Hunkered Down Devotion

Luke 17:11-19 (Voice)
11 Jesus was still pressing toward Jerusalem, taking a road that went along the border between Samaria (considered undesirable territory) and Galilee. 12 On the outskirts of a border town along this road, He was greeted from a distance by a group of 10 people who were under quarantine because of an ugly and disgusting skin disease known as leprosy.
Lepers (shouting across the distance): 13 Jesus, Master, show mercy to us!
Jesus: 14 Go now and present yourselves to the priests for inspection of your disease.
They went, and before they reached the priests, their skin disease was healed, leaving no trace of the disease that scarred them and separated them from the community.
15 One of them, the instant he realized he had been healed, turned and ran back to Jesus, shouting praises to God. 16 He prostrated himself facedown at Jesus’ feet.
Leper: Thank You! Thank You!
Now this fellow happened to be, not a Jew, but a Samaritan.
Jesus: 17 Didn’t all ten receive the same healing this fellow did? Where are the other nine? 18 Was the only one who came back to give God praise an outsider? 19 (to the Samaritan man) Get up, and go your way. Your faith has made you healthy again.

This story is sort of confusing.  In the middle of a tale of a miraculous healing, we also have a bit of a mystery.  They story begins with ten lepers, so desperate to be healed and relieved from their distress that they were willing to disregard all of the norms and expectations of their culture and society and draw close to Jesus, just for the chance – just for the hope that he might be able to heal them.  

But at the same time, having experienced that healing, only one of these ten formerly disfigured and tortured people – seemingly the only one of a different cultural and religious background – had enough gratitude to even return to Jesus to even say thank you.  This doesn’t really seem to make any sense.  When we think about it, especially in those terms, it is enough to make us mad.  It begins to raise questions about what those ten lepers deserved.  It makes us wonder whether they should have been healed in the first place.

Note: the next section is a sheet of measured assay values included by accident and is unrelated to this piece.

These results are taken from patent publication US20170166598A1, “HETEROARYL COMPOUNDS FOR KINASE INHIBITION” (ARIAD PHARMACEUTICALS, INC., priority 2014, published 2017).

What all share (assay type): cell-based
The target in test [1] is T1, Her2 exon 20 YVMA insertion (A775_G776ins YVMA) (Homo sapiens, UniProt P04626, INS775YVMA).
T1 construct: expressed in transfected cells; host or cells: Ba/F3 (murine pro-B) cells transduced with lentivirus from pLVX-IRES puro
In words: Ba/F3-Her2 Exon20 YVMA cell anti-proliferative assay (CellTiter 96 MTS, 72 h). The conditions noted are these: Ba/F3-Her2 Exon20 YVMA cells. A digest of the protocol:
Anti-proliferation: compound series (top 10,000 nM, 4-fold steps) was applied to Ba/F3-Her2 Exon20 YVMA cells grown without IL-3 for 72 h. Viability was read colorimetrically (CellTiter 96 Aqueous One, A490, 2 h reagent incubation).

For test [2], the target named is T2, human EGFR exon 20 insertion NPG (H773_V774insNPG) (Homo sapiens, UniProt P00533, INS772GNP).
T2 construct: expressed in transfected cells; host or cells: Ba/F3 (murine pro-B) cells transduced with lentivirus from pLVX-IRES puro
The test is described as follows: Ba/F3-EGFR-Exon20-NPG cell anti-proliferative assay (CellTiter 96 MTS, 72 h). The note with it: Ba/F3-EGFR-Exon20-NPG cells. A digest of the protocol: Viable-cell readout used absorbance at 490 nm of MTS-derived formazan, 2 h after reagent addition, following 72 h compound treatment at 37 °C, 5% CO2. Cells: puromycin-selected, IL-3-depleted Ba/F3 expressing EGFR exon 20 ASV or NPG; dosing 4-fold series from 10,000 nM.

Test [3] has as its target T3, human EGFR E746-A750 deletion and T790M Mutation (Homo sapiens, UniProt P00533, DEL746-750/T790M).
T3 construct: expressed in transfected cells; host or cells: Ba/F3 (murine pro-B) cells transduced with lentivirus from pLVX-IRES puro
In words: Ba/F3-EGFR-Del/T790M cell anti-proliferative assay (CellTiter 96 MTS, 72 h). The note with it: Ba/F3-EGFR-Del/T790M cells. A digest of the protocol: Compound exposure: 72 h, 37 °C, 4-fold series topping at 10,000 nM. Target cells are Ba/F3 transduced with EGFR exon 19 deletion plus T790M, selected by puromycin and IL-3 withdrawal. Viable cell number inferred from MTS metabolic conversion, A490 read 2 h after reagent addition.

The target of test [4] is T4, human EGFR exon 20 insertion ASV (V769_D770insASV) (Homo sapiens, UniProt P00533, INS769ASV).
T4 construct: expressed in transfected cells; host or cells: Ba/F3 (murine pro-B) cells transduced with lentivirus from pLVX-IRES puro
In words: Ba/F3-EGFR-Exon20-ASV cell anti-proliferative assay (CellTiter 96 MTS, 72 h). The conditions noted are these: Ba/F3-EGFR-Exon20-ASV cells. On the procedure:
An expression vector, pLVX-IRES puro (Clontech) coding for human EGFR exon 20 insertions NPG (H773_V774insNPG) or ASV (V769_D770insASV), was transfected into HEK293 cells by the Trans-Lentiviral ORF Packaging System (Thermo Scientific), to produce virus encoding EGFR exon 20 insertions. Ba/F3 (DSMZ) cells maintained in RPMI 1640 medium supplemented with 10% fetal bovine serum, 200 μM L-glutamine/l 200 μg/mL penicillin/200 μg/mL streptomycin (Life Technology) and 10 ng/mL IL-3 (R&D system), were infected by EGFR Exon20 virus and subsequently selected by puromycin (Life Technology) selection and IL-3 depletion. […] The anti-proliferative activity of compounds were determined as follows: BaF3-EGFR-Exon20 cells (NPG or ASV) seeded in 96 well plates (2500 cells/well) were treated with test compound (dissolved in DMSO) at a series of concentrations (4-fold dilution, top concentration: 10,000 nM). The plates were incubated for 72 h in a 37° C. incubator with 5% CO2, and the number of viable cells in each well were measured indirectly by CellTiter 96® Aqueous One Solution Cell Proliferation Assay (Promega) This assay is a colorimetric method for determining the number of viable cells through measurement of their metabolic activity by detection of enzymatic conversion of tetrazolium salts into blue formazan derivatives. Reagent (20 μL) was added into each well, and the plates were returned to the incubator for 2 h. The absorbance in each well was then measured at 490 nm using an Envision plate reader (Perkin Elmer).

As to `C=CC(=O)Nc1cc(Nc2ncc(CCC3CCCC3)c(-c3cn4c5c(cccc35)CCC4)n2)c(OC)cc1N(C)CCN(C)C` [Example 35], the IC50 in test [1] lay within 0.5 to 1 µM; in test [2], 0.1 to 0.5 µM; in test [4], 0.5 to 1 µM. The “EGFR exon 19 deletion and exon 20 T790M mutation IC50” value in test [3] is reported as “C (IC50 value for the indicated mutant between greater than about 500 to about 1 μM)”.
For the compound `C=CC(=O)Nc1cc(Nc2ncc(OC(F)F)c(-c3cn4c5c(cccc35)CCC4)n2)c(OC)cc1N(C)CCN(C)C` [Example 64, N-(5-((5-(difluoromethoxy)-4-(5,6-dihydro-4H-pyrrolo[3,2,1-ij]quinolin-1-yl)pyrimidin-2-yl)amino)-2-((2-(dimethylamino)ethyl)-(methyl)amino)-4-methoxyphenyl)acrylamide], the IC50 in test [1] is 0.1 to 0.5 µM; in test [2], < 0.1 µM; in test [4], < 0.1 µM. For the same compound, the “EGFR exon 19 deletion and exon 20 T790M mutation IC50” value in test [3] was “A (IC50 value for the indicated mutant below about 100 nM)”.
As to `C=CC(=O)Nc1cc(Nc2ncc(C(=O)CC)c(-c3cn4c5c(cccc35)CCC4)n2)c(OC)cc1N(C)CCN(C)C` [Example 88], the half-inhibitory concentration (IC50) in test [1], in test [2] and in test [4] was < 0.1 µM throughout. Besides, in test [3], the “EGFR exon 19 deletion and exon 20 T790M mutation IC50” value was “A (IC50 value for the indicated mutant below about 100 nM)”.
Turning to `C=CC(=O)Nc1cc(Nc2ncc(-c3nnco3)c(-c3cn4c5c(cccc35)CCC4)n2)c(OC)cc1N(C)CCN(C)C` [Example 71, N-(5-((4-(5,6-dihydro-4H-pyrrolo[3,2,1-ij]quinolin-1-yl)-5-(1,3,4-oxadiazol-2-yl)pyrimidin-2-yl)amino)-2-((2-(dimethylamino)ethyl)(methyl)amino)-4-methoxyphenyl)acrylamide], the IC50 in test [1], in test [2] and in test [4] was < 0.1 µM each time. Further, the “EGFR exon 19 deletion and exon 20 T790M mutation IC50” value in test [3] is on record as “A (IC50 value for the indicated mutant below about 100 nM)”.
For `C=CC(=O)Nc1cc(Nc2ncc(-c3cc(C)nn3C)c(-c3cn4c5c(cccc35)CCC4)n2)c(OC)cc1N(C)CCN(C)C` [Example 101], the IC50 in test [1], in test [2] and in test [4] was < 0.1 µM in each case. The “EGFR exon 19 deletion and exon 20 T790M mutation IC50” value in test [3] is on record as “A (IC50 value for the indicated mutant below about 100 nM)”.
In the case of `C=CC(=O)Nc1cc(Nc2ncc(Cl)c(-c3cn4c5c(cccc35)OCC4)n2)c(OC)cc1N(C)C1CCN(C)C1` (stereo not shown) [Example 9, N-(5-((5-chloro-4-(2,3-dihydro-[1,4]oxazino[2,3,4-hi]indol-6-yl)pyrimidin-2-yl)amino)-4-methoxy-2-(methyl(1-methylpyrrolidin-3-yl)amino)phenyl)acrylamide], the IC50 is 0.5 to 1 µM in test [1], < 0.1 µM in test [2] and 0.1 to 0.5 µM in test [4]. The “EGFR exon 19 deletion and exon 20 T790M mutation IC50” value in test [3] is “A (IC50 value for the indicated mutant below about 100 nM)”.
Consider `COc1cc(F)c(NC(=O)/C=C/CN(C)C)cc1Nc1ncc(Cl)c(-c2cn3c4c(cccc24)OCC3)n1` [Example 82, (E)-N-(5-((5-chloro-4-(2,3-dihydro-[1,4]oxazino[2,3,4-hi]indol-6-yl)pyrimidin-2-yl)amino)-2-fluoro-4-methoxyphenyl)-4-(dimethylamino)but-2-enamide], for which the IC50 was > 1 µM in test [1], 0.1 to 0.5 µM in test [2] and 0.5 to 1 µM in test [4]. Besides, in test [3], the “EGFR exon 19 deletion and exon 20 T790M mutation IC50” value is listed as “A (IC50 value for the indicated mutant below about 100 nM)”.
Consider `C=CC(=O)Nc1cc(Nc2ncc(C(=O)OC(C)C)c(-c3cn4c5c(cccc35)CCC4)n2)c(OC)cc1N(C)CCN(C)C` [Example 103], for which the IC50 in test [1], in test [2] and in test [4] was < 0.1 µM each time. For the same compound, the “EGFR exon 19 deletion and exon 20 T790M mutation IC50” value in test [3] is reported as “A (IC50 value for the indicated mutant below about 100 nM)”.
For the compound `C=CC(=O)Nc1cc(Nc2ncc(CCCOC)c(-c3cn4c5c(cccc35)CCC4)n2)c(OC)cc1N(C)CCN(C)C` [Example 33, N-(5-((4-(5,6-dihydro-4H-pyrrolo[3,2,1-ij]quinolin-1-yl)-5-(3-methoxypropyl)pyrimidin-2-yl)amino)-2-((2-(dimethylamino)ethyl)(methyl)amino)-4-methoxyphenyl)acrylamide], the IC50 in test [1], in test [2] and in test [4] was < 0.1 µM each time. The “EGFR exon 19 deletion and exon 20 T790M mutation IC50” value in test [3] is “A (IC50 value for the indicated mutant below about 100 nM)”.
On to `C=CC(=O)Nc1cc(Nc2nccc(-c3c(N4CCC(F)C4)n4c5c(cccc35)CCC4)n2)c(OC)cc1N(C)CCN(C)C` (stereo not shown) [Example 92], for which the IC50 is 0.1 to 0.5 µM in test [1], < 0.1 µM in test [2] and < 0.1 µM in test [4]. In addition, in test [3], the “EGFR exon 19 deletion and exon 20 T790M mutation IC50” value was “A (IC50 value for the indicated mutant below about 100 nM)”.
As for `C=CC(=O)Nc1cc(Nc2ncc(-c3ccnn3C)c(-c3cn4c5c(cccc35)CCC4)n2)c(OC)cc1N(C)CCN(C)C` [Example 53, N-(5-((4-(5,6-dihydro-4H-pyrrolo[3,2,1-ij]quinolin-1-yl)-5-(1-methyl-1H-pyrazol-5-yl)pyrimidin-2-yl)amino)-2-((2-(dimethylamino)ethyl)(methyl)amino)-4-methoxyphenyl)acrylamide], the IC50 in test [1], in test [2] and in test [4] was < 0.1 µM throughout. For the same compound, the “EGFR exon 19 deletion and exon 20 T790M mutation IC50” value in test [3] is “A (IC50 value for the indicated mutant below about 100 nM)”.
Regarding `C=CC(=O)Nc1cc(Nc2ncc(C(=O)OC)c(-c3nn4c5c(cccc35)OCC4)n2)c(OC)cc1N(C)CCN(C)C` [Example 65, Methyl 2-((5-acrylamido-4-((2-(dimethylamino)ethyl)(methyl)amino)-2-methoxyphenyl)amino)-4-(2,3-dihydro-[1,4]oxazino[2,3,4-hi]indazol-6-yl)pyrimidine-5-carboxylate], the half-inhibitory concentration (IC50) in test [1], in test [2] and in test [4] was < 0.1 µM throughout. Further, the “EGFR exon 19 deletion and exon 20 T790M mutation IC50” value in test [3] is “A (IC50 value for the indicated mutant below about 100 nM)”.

I want to make it clear that is exactly the wrong conclusion for us to draw from this passage.  We call ourselves Christians.  We aspire to follow in the footsteps of Jesus Christ, and so it is to him that we should look for inspiration and guidance for how we should act.  He is our model and our guide.  

While it is true that he says to the Samaritan that returns in gratitude that ‘your faith has made you healthy again’.  This seems to provide an answer for this one man’s healing – at least partially, but it provides no insight into what brought about the healing of the other nine.  We might infer then, since they didn’t return in gratitude, however, that perhaps they lacked the Samaritan’s faith and so their healing must have come from somewhere else.  Jesus’, of course, is the source of that power.  

The point that I am making here is that Jesus doesn’t seem to have any regrets.  He celebrates the faith and gratitude of the faithful Samaritan, but at least to my understanding seems pleased to have been able to have used his gifts and abilities to bless those in need around him with healing and wholeness – whether they were ‘appropriately thankful’ and ‘deserving’ or not.  
He asks the question about where they are, but he doesn’t seem to worry to much about it.   Instead, Jesus seems to focus on using what he has to bless those in need, to share God’s love and to spread the good news. This is our call as well.

Sharing God’s Love,

Prayer: Help us, Lord, to follow in your footsteps, to become like you, to bring healing and wholeness, sharing your love and grace in all we do.  Amen.

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